Posts tagged with cross cultural coaching

New Photos are available on My Website Photo Gallery!

Posted on February 3, 2013 by Leave a comment

New Photos have been uploaded at the following link: Photo GalleryDSC01680

The new photos have been added to the categories “International Conference Highlights” and “Work, Travel, and Fun”.

Remember that my new book ‘Say Anything to Anyone Anywhere!will be published on March 19th, but you can still get a pre-publish discount until the publish date on every major bookseller website including AMAZON.COM

Coming soon this month on my blog

My new article: Cultural Clues, Do’s & Taboos for HONG KONG!

Coming soon this month on the Circles Of Excellence blog

My new article: Cultural Clues, Do’s and Taboos for the NORWAY!

Check out my Cultural Clues, Do’s and Taboos Articles Archive for countries you may have missed!

My book website: Say Anything to Anyone Anywhere!

My website: www.gaylecotton.com  

My blog:  www.gaylecotton.com/blog

 

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Cultural Clues, Do’s & Taboos: Communication Guidelines for EGYPT

Posted on June 12, 2012 by Leave a comment

In Egyptian business culture, punctuality is not as much of a priority. Although visitors to the country should make an effort to arrive on time, your contact may be late for an appointment.

Cultural Clues

Cultural Clues

Appointments with traditional Arab businesspeople are rarely private occasions. Interruptions in the form of phone calls and visits from your counterpart’s friends and family are to be expected. Moreover, you may find other businesspeople present and several meetings occurring simultaneously. Westerners frequently find these distractions frustrating, but it’s important to remain calm and understanding.

Friday is the Muslim holy day, and many people also take Thursday off. The typical business week is Wednesday through Saturday. Business hours vary widely. A typical business schedule is 8:00 a.m. to 2:00 p.m. in the summer, and 9:00 a.m. to 1:00 p.m. and continuing 5:00 p.m. to 7:00 p.m. in the winter.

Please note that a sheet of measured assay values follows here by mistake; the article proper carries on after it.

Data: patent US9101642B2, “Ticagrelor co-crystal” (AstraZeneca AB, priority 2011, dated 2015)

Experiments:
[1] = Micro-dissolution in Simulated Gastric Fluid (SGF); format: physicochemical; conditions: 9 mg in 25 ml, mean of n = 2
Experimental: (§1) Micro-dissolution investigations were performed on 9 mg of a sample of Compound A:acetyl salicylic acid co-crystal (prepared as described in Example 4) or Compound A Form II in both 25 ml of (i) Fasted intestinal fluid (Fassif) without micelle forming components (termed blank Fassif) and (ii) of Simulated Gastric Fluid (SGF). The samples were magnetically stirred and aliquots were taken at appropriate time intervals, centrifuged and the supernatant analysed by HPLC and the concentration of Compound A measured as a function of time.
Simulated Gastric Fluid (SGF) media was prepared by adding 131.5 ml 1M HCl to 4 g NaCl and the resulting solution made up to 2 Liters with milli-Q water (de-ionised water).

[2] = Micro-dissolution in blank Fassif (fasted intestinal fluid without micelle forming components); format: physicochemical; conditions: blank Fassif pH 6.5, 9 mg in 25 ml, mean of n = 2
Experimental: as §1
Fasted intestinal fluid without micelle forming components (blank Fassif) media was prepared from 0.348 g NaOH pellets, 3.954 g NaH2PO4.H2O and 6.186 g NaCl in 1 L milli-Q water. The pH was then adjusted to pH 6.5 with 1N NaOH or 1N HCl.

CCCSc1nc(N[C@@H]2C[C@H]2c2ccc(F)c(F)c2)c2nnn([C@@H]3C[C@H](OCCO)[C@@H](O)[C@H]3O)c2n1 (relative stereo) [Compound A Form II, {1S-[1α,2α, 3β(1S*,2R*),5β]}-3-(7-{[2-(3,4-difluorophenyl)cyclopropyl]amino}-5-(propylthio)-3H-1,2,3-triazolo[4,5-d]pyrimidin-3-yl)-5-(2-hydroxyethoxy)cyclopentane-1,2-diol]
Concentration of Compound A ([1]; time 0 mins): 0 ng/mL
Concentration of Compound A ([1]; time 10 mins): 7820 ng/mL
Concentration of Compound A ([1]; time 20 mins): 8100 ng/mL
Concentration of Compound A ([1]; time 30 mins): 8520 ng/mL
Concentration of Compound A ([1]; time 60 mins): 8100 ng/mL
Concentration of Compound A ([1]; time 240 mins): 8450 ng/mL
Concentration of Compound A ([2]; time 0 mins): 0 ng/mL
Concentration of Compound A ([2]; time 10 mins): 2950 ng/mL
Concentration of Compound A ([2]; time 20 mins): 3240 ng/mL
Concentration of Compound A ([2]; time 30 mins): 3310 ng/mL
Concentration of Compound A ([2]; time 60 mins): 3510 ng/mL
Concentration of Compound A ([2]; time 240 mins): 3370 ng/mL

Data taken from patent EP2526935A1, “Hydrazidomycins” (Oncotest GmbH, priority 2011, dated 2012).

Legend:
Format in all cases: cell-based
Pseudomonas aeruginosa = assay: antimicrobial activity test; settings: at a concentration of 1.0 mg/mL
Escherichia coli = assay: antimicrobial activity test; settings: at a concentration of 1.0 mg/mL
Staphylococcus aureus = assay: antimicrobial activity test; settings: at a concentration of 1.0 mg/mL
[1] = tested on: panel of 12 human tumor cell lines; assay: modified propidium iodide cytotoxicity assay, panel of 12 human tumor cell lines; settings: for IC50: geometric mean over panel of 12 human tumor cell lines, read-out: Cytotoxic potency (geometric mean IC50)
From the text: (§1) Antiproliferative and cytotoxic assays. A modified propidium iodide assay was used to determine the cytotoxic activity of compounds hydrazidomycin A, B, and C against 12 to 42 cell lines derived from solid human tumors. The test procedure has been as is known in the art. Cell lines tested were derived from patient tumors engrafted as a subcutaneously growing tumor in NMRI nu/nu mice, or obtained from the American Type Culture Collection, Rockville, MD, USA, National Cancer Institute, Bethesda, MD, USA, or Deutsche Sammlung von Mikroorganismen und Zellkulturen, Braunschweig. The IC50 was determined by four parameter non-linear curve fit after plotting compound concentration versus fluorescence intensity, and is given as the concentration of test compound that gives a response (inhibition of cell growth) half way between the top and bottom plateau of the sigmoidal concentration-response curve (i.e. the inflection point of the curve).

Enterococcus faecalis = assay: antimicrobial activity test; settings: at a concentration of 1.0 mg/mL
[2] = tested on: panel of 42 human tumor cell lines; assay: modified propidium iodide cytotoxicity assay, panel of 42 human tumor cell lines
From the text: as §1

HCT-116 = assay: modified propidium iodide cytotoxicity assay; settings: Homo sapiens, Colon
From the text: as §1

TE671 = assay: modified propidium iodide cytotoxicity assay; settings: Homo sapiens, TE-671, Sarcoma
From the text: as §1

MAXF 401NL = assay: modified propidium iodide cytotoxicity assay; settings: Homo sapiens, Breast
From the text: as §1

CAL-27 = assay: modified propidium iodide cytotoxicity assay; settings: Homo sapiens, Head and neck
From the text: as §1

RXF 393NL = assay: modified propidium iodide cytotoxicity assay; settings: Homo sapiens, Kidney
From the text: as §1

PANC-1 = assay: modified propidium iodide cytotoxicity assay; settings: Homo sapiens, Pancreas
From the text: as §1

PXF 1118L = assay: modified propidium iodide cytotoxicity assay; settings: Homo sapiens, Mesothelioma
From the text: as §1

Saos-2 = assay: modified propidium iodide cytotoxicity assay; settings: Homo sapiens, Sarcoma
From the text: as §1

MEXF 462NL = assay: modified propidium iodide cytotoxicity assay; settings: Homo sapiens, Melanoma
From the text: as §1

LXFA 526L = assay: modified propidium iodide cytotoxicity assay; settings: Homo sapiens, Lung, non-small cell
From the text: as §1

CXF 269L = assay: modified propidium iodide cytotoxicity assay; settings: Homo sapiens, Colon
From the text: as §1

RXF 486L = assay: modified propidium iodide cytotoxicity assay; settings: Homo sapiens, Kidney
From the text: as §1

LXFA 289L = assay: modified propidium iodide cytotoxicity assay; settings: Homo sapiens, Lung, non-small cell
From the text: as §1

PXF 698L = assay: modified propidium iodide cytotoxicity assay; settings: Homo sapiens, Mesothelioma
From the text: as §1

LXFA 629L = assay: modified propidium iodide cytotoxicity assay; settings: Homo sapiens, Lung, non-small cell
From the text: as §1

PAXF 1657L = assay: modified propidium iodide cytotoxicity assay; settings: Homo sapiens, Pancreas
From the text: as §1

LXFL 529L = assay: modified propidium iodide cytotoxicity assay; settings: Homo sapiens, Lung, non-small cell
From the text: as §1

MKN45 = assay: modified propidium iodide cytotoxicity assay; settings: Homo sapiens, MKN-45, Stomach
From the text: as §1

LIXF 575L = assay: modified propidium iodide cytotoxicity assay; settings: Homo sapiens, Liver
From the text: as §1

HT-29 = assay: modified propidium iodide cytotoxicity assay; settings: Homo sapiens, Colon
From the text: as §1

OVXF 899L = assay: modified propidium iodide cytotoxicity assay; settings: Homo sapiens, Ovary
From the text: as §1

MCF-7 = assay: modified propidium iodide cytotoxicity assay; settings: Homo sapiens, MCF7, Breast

The Islamic calendar uses lunar months of 28 days, so an Islamic year of 12 months is only 354 days long. Consequently, holidays will be on different dates by the Western calendar every year. Any listed Muslim holiday dates are approximations since they depend upon actual lunar observations.

Paperwork should include two dates: the Gregorian (Western) date and the Hijrah (Arabic) date. Be aware that Coptics, that is, Christian Egyptians, have yet another calendar, different from both of the above.

Egyptians tend to speak at a much closer distance than do many countries. Even if you are unaccustomed to this level of contact, do not back up or shy away. If you keep your distance, the perception might be that you find your counterpart’s physical presence distasteful or that you are a very cold, unfeeling person. Moreover, conversations usually involve touching.

Women constitute considerably less of the Egyptian workforce. Most are employed in the professional and service sectors. While there are numerous female secretaries and physicians, few female executives are to be found. If you encounter a woman decision-maker in business, she will probably be very Western-oriented in her behavior.

Arabic men often walk hand in hand, but Westernized Egyptians rarely do this. If an Egyptian holds your hand, accept this gesture of friendship.

The left hand is considered unclean in the Arab world. Unless you are handling something considered unclean, always use the right hand. Also avoid gesturing with the left hand.

When you remove your shoes, as when entering a mosque, the soles of the shoes are placed together, preventing the sole from being pointed at anyone.

When sitting, keep both feet on the ground, since Arabs do not cross their legs when sitting. Exposing the bottom of your foot is considered offensive.

The “thumbs up” sign is thought to be offensive throughout the Arab world.

The Egyptians will accept information that does not contradict Islamic values. Nevertheless, compared to other Arabic cultures, they are more open to Western ideas. It should also be noted that many Egyptians are not practicing Muslims.

Be aware that Arabic is a language of hyperbole. For example, when an Egyptian says “yes”, he may actually mean “possibly.” Although you should feel encouraged by these positive responses, it would be wrong to assume that agreement has been reached.

In accordance with tradition, an Egyptian will welcome you several times at your first meeting.

Egyptian names are written in Arabic. Because short vowels are not written in Arabic, translating from Arabic to other alphabets is not an “exact science.” Egyptian names may be spelled several different ways in English.

Business will not proceed until your counterpart knows and decides that he likes you. Consequently, the social side of the deal is just as important as the work-related one.

5 Key Topics to Use in Conversation

  • Egyptians may joke around and make fun of themselves. For example, Egyptian bureaucracy is a favorite target. Nevertheless, no matter how self-deprecating their humor gets, you should not try to make fun of Egypt or the Egyptians.
  • Egyptian achievements, both the ancient wonders and modern advances
  • The positive reputation of Egyptian leaders around the world
  • Egyptian cotton, gold and other elements of their economy
  • Sports, especially soccer (football), basketball, boxing (in which Egypt has won several medals),
    horse racing, tennis, and all water-related sports (especially sailing and swimming)

5 Key Topics & Gestures to Avoid in Conversation